Any restaurant manager will tell you that experiencing fine food is about far more than taste. It’s also about “presentation.” And ambience.
The same principle holds true for today’s school cafeterias.
Few kids would appreciate rose radishes or sculpted butter pats, but Stacey Kindred, the new cafeteria manager at Pleasant Lea Middle School in Lee’s Summit, has developed other ways to make the lunch rooms more pleasant for young diners.
That’s one reason Kindred, who previously managed the cafeteria at Summit Pointe Elementary School, has receive the School Nutrition Association’s highest honor. She is the non-profit group’s Regional Manager of the Year for a seven-state area. The award recognizes dedication and ingenuity to improve school meal programs.
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“Stacey Kindred is a great example that cafeteria managers’ duties do not end with serving healthy and delicious food to students, but also include creating a positive and enticing environment,” said Patricia Montague, CEO of School Nutrition Association. “She does whatever she can to better her students’ experience, while continuing to reach out to the larger community.”
So what does that look like in a Stacey Kindred cafeteria? For one thing, she calls it a café. Sounds more home-like, doesn’t it?
“I have face-to-face with students,” she said by email. “I ask them what they would want and how they would do things. I decorate with themes and dress up for special events.”
During sports season, she might put the names of students on a basketball or pom poms that hang in the cafe.
“Kids love to know they matter and have a voice,” she said.
Looking back on her childhood experiences, Kindred said the school lunchroom “can be little scary” for students in middle school and high school. Those memories influence her work today.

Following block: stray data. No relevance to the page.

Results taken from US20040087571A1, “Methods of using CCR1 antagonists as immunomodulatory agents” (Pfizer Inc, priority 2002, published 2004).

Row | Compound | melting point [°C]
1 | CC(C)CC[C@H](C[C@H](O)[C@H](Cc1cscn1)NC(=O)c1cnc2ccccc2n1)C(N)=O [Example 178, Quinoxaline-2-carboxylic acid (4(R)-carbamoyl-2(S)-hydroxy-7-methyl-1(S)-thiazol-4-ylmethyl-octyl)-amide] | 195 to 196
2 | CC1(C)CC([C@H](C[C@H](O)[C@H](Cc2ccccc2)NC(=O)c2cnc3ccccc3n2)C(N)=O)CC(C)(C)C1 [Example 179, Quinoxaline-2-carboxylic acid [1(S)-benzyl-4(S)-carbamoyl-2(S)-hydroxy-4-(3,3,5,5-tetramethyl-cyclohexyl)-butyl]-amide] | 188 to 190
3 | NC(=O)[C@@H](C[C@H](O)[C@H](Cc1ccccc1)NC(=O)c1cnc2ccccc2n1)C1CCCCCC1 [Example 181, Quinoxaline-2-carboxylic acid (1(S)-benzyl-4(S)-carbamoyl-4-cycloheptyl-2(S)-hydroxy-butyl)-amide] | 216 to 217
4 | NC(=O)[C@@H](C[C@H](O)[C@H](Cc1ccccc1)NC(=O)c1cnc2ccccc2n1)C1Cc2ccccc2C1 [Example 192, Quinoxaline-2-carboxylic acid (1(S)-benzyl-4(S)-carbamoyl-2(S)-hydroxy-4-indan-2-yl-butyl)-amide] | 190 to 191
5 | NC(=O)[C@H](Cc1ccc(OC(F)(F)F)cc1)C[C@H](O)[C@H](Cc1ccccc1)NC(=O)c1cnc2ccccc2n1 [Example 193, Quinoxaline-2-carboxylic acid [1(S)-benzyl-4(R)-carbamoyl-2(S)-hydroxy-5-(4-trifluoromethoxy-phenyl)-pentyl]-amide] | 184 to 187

“It makes it easier if there is a friendly, smiley face,” she said.
Kindred has worked in school nutrition for 11 years, starting in Pleasant Hill and including eight years in the R-7 school district. She saw the job as being harmonious with family life.
“My youngest started kindergarten, and I thought it would be great to be able to work the same schedule as the kids,” said Kindred, who has taken numerous nutrition classes since joining the district.
Over the years, Kindred has learned what sells — and what doesn’t — in the school café. That’s important in a school district that serves 12,130 meals per day, on average.
“They still like the stand-bys — chicken nuggets and pizza,” she said. “Lunches are changing more. I’m seeing wraps, hummus with veggies and fresh choices. They seem to be open to try new foods.”
The favorites? Pizza, chicken and spicy fries, and spicy wraps.
Among newer trends are whole-grain quick breads with fruit added, yogurt parfait and grab-and-go options — a breakfast that the students take to class or a bag lunch with the choices already made.
A nutrition council meets monthly, which enables students to choose items they want from the menu. “We also do taste testing and sampling,” she said.
Food waste, of course, continues to be an issue. It makes a difference when food is offered rather than simply served. “If the kids can choose what they want, they are more likely to eat it.”
Kindred was honored in July at the School Nutrition Association’s national conference in Atlanta. She also will be recognized in Branson next month during the Missouri School Nutrition Conference.